Ziggy Speaks Fondly of His Famous Father in ‘Marley’1 Jun, 2012 By: Ashley Ratcliff
Much has been written and filmed about reggae legend Bob Marley, a striking, vibrant man who influenced the world with his revolutionary yet unifying music and message. Many of those prior works, however, were completed without involvement from Marley’s family.
Marley, due Aug. 7 (order date July 10) on Blu-ray ($29.98) and DVD ($26.98) from Magnolia Pictures, is the definitive documentary on the Jamaican musician, with interviews from his first-born son David “Ziggy” Marley, eldest daughter Cedella Marley and wife Rita Marley, among others who were closest to him.
“Throughout the years there have been a lot of things done about my father, and I’ve never been involved with any of them,” said Ziggy Marley, also an executive producer on the film. “To honor my father, being an integral part of this, I think he would appreciate that from me, as his first son. I wanted to honor him in that way, too.”
From time to time, Ziggy would hear about new projects focusing on his famous father. But those works are insignificant, he said, if they don’t involve the people who truly knew Marley, beyond what they’ve seen in archival footage, read in the press or heard on his albums.
“The only thing that mattered is that the thing that I’m involved with is the definitive thing,” Ziggy said. “I never looked at those things. … What do these people know about my father that I don’t know? … When I see somebody writing a book or making a film, who thought they know my father, but not really, I don’t give it any credit.”
Marley details the life of the icon, from his humble beginnings as a biracial child in a rural community in St. Ann, Jamaica, to his superstar status across the globe, to his death at the age of 36, caused by complications from melanoma.
It’s the in-betweens that matter most to the family members Marley left behind. Lessons learned while growing up surrounded by the Rastafarian culture, in which Marley was so richly involved, are the tenderest reminders of his dad, Ziggy said.
“We learn unity; we learn spirituality; we learn discipline; we learn about living natural; we learn about music,” he said. “All of these things were not only taught by my father, but taught by the culture that we grew up in. ... My father’s life teaches us about revolutionaries, really — having a desire to change or impact the society that we live in, to make it better for the oppressed people of whatever community we’re living in.”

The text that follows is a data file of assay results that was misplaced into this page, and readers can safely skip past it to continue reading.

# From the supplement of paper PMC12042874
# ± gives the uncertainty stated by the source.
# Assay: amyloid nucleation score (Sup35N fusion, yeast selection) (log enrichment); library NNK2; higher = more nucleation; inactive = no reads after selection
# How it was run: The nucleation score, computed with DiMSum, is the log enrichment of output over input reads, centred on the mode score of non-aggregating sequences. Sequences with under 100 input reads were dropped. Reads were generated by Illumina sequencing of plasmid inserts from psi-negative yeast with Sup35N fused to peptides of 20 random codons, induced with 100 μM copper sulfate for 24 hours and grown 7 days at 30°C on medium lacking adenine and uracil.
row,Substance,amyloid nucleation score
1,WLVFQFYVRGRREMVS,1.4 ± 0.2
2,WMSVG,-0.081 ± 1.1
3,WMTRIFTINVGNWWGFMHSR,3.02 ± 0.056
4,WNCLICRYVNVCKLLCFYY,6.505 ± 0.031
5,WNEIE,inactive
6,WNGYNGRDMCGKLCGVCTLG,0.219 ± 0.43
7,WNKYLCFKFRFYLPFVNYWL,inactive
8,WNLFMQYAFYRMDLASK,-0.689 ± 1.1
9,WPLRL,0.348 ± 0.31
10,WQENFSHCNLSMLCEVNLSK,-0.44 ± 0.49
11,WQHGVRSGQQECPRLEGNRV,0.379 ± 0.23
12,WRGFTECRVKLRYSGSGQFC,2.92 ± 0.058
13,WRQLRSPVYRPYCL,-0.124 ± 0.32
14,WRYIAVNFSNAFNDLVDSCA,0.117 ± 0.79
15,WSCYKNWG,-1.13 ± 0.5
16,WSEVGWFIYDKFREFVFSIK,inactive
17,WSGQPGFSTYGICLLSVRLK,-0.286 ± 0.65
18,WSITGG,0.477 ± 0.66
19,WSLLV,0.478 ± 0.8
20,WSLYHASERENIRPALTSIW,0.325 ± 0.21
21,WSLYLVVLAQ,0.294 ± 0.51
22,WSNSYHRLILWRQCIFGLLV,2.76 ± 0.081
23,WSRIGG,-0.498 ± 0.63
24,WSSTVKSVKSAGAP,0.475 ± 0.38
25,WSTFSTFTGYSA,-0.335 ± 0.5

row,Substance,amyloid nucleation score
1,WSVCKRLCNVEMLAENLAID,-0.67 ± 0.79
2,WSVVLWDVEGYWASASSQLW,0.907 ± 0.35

Having been one of the kids who spent the most time with his father (he reportedly begot 11 children with many women), Ziggy said the things he learned about Marley’s adolescence during the making of the documentary came as a surprise to him.
“What I didn’t know about his color, his being mixed,” he said. “I didn’t know he got kind of ridiculed in his early years because of that in Kingston, and probably teased, as [his stepbrother] Bunny [Wailer] said, worse than teased. It was like, really? I was kind of angry at that.”
Robert Nesta Marley was so much more than his hit songs, a champion of the Rastafarian movement and a diamond from the rough streets of Trench Town. Ziggy hopes that in viewing Marley, people will see the emotional connection he shared with those whom knew him best.
“It’s much different when you … know somebody’s real-life story and what they’ve been through, not just through music or on stage, through their experiences in life,” Ziggy said. “[People] will see something different than what they’ve already seen about Bob, and just bring them close to him as somebody who’s a part of the human experience.”
Bonus material featured in Marley includes a commentary with Ziggy and director Kevin Macdonald; “Around the World,” a featurette with people speaking about Marley’s influence; an extended interview with Bunny Wailer; a “Children’s Memories” featurette with siblings Ziggy, Stephen and Cedella; “Listening to ‘I’m Loose,’” which showcases interviewees discussing their reactions to the song; a photo gallery; and a theatrical trailer.
“It was pretty cool doing the commentary on my side,” Ziggy said. “I spoke freely — the DVD’s going to be very interesting. I think probably even more interesting than the theatrical release. … It’s a pretty free commentary style. I’m pretty real, too.”
Perhaps a little too real, as Ziggy, when asked if the commentary afforded him the opportunity to articulate things he never had the chance to, responded, “Definitely. Some things I might regret, actually.”
Making sure Marley’s legacy lives on is something that comes naturally to Ziggy, who recognizes that his father made a lasting impression on people around the globe.
“I feel he is worth all the adoration, people adoring him and all of this,” he said. “... It’s legitimate because what he has done and what he means is real. I feel good about it. He’s worth that sort of respect and love that he gets.”